2 And Abraham said of Sarah his wife, She is my sister: and Abimelech king of Gerar sent, and took Sarah.
3 But God came to Abimelech in a dream by night, and said to him, Behold, thou art but a dead man, for the woman which thou hast taken; for she is a man’s wife.
4 But Abimelech had not come near her: and he said, Lord, wilt thou slay also a righteous nation?
5 Said he not unto me, She is my sister? and she, even she herself said, He is my brother: in the integrity of my heart and innocency of my hands have I done this.
6 And God said unto him in a dream, Yea, I know that thou didst this in the integrity of thy heart; for I also withheld thee from sinning against me: therefore suffered I thee not to touch her.
God came to Abimelech with a strong sentence: “thou art but a dead man!” But when Abimelech professed innocence of any wrong God admitted that he already knew this to be the case. He was actually only warning Abimelech from destruction.
But why did God approach the matter in this way? Why start by pronouncing a punishment for a crime that Abimelech was innocent of? I can’t know for sure, but one possibility might be that God was helping Abimelech to evaluate the state of his own heart.
Being put on trial is often thought of as an unpleasant thing, but sometimes it can be a cleansing, justifying experience. By taking a close inventory of all their actions and motivations, the innocent are relieved to find that their heart really is pure, more so than they even realized. They can look anyone in the eye and honestly testify of their own worthiness. It could be that this experience was what God sought for Abimelech, even if it took a little fire to get him there.
25 And they were both naked, the man and his wife, and were not ashamed.
I let my two young children take a shower just last night. They love our walk-in shower, because they can freely march across its tile and splash in the water without a single care in the world! Both of them were stark naked, of course, but they didn’t feel one bit embarrassed or ashamed about it. Why should they? They are innocent. Indecency and sexuality don’t even register in their minds.
Of course being naked is also metaphorical. It means being exposed, being vulnerable, having all your private secrets laid bare. How many of us would feel so unashamed in that event? A key piece of my children’s carefree innocence is that they also are too young to have done anything that they truly, deeply regret. They therefore have no hesitation to be seen exactly the way they are, just like Adam and Eve.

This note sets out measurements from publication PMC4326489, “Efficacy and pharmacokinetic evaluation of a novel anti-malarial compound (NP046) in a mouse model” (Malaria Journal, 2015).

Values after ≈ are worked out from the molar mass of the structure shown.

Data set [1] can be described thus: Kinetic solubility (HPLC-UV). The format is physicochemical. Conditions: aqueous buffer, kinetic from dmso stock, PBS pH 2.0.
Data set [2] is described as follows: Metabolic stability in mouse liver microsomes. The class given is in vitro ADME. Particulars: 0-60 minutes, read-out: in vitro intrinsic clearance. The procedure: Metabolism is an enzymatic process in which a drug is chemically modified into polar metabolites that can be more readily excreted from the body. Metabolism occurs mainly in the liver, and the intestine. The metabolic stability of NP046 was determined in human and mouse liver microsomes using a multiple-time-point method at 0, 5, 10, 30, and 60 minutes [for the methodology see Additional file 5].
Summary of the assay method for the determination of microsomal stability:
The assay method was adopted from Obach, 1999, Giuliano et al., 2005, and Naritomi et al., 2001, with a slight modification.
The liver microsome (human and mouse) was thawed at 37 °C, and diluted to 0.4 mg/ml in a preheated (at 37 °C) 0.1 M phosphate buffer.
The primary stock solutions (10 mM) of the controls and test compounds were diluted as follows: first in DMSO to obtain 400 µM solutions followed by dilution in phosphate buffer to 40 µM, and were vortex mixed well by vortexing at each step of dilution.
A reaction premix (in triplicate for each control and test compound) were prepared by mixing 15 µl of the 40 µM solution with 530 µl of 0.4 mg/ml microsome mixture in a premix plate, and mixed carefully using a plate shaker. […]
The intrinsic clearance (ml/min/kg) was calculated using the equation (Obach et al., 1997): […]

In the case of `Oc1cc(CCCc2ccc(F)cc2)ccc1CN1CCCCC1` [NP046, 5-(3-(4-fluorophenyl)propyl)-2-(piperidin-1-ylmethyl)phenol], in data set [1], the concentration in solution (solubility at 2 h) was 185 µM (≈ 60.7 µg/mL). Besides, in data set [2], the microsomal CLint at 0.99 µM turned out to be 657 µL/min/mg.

And Abraham drew near, and said, Wilt thou also destroy the righteous with the wicked?
Peradventure there be fifty righteous within the city: wilt thou also destroy and not spare the place for the fifty righteous that are therein?
And the Lord said, If I find in Sodom fifty righteous within the city, then I will spare all the place for their sakes.
Peradventure there shall lack five of the fifty righteous: wilt thou destroy all the city for lack of five? And he said, If I find there forty and five, I will not destroy it.
And he spake unto him yet again, and said, Peradventure there shall be forty found there. And he said, I will not do it for forty’s sake.
And he said unto him, Oh let not the Lord be angry, and I will speak: Peradventure there shall thirty be found there. And he said, I will not do it, if I find thirty there.
And he said, Behold now, I have taken upon me to speak unto the Lord: Peradventure there shall be twenty found there. And he said, I will not destroy it for twenty’s sake.
And he said, Oh let not the Lord be angry, and I will speak yet but this once: Peradventure ten shall be found there. And he said, I will not destroy it for ten’s sake.
Peradventure there be fifty righteous: wilt thou not spare the place for the fifty righteous that are therein? If I find in Sodom fifty righteous, then I will spare all the place for their sakes.
Peradventure ten shall be found there. And he said, I will not destroy it for ten’s sake.
Sodom and Gomorrah was a place of intense wickedness, filled with a populace that had given up any pretense of morality or decency. When considering the destruction of those people, though, all Abraham could think of was the potential innocents that might be lost as well. His great concern was not about the guilty escaping their rightful punishment, it was about the guiltless being unjustly condemned.
And God readily agreed with Abraham’s pleas. For fifty good, for forty-five, for forty, for thirty, for twenty, for ten…He would regard the few righteous over the thousands of evil.
How often do we do the same? I think it is often easier to point to the other side of our political and social divides and describe the “others” as being all bad. All the rich are corrupt and should have their feet held to the fire. All the liberals are immoral and should be censured. And if any among their ranks are not actually guilty by action, we still make them guilty by association. We are very quick to call fire down on all the “wrong-thinkers,” with no regard for the innocent mingled in their ranks.